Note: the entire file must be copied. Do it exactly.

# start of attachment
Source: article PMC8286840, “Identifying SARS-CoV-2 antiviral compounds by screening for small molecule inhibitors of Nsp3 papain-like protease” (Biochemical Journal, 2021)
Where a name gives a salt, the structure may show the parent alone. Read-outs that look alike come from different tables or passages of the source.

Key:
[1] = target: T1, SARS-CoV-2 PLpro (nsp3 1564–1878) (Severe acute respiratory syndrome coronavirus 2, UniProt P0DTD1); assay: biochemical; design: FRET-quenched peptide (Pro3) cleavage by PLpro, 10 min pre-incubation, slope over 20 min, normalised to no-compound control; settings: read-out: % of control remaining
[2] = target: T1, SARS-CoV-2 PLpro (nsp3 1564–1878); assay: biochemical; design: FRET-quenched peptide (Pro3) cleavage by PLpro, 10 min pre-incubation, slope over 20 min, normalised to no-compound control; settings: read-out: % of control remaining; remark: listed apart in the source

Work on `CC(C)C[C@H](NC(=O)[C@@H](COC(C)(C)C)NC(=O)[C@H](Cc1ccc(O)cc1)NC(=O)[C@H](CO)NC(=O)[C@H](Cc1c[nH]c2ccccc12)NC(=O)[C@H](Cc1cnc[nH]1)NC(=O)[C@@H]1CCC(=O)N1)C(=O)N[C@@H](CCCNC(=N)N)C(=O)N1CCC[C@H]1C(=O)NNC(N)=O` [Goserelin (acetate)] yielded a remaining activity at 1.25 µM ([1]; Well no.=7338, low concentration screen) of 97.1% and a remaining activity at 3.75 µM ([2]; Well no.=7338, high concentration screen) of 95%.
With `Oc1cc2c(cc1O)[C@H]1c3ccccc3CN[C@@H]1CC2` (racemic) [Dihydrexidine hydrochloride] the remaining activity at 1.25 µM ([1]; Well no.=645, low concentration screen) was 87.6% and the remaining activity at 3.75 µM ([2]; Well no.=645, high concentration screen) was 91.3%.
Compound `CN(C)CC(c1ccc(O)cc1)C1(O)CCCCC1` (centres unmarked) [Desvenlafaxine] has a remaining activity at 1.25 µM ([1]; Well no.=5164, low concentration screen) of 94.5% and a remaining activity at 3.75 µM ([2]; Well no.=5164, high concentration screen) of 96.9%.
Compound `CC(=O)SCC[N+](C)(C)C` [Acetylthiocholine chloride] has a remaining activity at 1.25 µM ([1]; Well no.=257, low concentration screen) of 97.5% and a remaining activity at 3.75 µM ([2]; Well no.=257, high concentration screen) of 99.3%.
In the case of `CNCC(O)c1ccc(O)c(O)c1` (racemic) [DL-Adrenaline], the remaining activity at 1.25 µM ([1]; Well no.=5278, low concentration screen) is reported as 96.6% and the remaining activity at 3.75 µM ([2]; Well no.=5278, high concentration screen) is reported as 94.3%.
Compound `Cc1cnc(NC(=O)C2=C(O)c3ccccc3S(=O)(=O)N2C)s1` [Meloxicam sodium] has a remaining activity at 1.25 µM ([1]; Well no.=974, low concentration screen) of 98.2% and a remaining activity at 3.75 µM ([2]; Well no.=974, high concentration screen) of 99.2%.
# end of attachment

Source: article PMC8286840, “Identifying SARS-CoV-2 antiviral compounds by screening for small molecule inhibitors of Nsp3 papain-like protease” (Biochemical Journal, 2021)
Where a name gives a salt, the structure may show the parent alone. Read-outs that look alike come from different tables or passages of the source.

Key:
[1] = target: T1, SARS-CoV-2 PLpro (nsp3 1564–1878) (Severe acute respiratory syndrome coronavirus 2, UniProt P0DTD1); assay: biochemical; design: FRET-quenched peptide (Pro3) cleavage by PLpro, 10 min pre-incubation, slope over 20 min, normalised to no-compound control; settings: read-out: % of control remaining
[2] = target: T1, SARS-CoV-2 PLpro (nsp3 1564–1878); assay: biochemical; design: FRET-quenched peptide (Pro3) cleavage by PLpro, 10 min pre-incubation, slope over 20 min, normalised to no-compound control; settings: read-out: % of control remaining; remark: listed apart in the source

Work on `CC(C)C[C@H](NC(=O)[C@@H](COC(C)(C)C)NC(=O)[C@H](Cc1ccc(O)cc1)NC(=O)[C@H](CO)NC(=O)[C@H](Cc1c[nH]c2ccccc12)NC(=O)[C@H](Cc1cnc[nH]1)NC(=O)[C@@H]1CCC(=O)N1)C(=O)N[C@@H](CCCNC(=N)N)C(=O)N1CCC[C@H]1C(=O)NNC(N)=O` [Goserelin (acetate)] yielded a remaining activity at 1.25 µM ([1]; Well no.=7338, low concentration screen) of 97.1% and a remaining activity at 3.75 µM ([2]; Well no.=7338, high concentration screen) of 95%.
With `Oc1cc2c(cc1O)[C@H]1c3ccccc3CN[C@@H]1CC2` (racemic) [Dihydrexidine hydrochloride] the remaining activity at 1.25 µM ([1]; Well no.=645, low concentration screen) was 87.6% and the remaining activity at 3.75 µM ([2]; Well no.=645, high concentration screen) was 91.3%.
Compound `CN(C)CC(c1ccc(O)cc1)C1(O)CCCCC1` (centres unmarked) [Desvenlafaxine] has a remaining activity at 1.25 µM ([1]; Well no.=5164, low concentration screen) of 94.5% and a remaining activity at 3.75 µM ([2]; Well no.=5164, high concentration screen) of 96.9%.
Compound `CC(=O)SCC[N+](C)(C)C` [Acetylthiocholine chloride] has a remaining activity at 1.25 µM ([1]; Well no.=257, low concentration screen) of 97.5% and a remaining activity at 3.75 µM ([2]; Well no.=257, high concentration screen) of 99.3%.
In the case of `CNCC(O)c1ccc(O)c(O)c1` (racemic) [DL-Adrenaline], the remaining activity at 1.25 µM ([1]; Well no.=5278, low concentration screen) is reported as 96.6% and the remaining activity at 3.75 µM ([2]; Well no.=5278, high concentration screen) is reported as 94.3%.
Compound `Cc1cnc(NC(=O)C2=C(O)c3ccccc3S(=O)(=O)N2C)s1` [Meloxicam sodium] has a remaining activity at 1.25 µM ([1]; Well no.=974, low concentration screen) of 98.2% and a remaining activity at 3.75 µM ([2]; Well no.=974, high concentration screen) of 99.2%.